- Is constantly trying to prove herself
- Does not think highly of her family
- Is completely insecure due to childhood experiences and because her coworkers doubt her
- Is not necessarily afraid to fudge the rules (as she blackmails Nick Wilde to get him to help her).
- Is an obnoxious millennial
Note: these traits of hers (and of all characters) should allow for conflict and/or change in order to make an interesting story.
Here is a few bad examples:
Jack Wilder (Now You See Me 2)
(And honestly? Just Dave Franco in general…)
Is a professional magician who specializes in card tricks. Is part of the The Four Horsemen He’s…. attractive? He’s a good guy?(Note: Being a good guy is NOT a definable characteristic)
This is the problem I had with Now You See Me 2: NO ONE HAS ANY SORT OF CHARACTERISTICS ASIDE FROM WHAT THEY DO AS MAGICIANS.
Here’s another one:
John Clayton / Tarzan (The Legend of Tarzan)
He’s heir to some wealthy estate Raised by apes He’s married to Jane
- He lived in the jungle and therefore knows thing about the jungle
- He wants to save his wife from being kidnapped
The problem with The Legend of Tarzan is that they made Tarzan such a blank slate. The movie never explores how going from the jungle to being a rich Englishman has affected him (except his hands forming differently from walking like an ape… a trait they only mention once). And they never show him truly agonizing over trying to find his wife. Tarzan is basically as interesting as a rock.
Here’s one more that I believe is a perfect example:
Gerry Lane (World War Z)
Has a wife and children Was a former secret agent for the United States
- He’s… smart.
- He, I don’t know, makes good decisions (but not all of the time)
Gerry Lane is quite possibly the worst character Brad Pitt has ever played. Pitt has been able to pull of some amazing characters, but if you give him (or any other great actor) a character that’s only definable traits are his family and his job, then there is NOTHING he can do.
S0 the next time you think, “Man, these characters are boring”, give yourself this test. If you can’t come up with very many definable traits, it’s probably why you think he/she is boring.
If you CAN think of more than four, then ask yourself, is the character boring because all of these traits are a cliche, or do you just not LIKE the character?
Here are a few other tidbits that are also pet peeves of mine:
- Avoid Role Reversals.
When you develop a particular trait of a character, it becomes rather awkward when that trait is then portrayed through another character that has never demonstrated that trait.
An example of this is when Kristen Wiig of Ghostbusters (I’m not even going to try to remember the character names) is constantly referencing her sexual attraction to Chris Hemsworth’s character. However, when Hemsworth is being possessed by a ghost, it’s Melissa McCarthy’s character who utters this line: “Let’s go save [Hemsworth’s character]! There’s no way in hell we’ll find another secretary that attractive.”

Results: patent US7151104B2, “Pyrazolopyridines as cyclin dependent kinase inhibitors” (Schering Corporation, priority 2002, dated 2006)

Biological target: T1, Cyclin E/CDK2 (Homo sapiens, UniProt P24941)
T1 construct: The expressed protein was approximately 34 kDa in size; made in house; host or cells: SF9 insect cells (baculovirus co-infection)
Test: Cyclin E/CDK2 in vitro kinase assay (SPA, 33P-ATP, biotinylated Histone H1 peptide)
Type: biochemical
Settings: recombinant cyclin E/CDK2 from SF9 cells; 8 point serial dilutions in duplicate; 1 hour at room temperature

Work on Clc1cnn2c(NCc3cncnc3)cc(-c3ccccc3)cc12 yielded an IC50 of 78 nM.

Why? Why didn’t Wiig’s character say this? McCarthy’s character not only NEVER demonstrated any physical attraction to Hemsworth, but she actively condemned Wiig’s objectifying of him.
- Do not make a character trait and then not demonstrate it.
So apparently, according to Nick Frost Dwarf from The Huntsman: Winter’s War, dwarf women are so ugly that it is unthinkable to flirt with one. I just took them at their word (especially since Frost Dwarf was flirting with a fairly unattractive woman before this piece of dialogue).
But then, they meet two female dwarfs later, and both are more attractive than the woman at the tavern Frost was flirting with.
Maybe I’m wrong; maybe this was just character development demonstrating that dwarfs are lying idiots.
- If you want to make a particular character trait: FOLLOW THROUGH WITH IT.
In “Me Before You”, I could tell that the movie was trying to make Will Traynor some angry person that was trying to push everyone away with distance and insults. This was supposed to contrast Lou Clark’s bubbly personality…. except there was never a point in time where Traynor’s meanness made me think, “Holy shit… he’s a jerk.” Instead, he’s just some watered down angry person, and it really harmed the movie being able to take off. I didn’t find Traynor interesting until he started liking Lou Clark because the movie failed to make him mean.
- Don’t give a character a career/family trait that contradicts how the character actually behaves.
Mother’s Day. This horrendous spawn of a film was devoid of self-awareness. One of the many instances of this was having wimpy Jason Sudeikis be some sort of former Marine sergeant. This confused me to no end because Sukeikis was walked all over by every woman in the entire movie. I mean call me crazy, but I assumed that being in command of freaking marines could translate into maybe a LITTLE authority when coaching a girl’s soccer team.
So tell me what you think makes good character development (or don’t. I don’t care either way).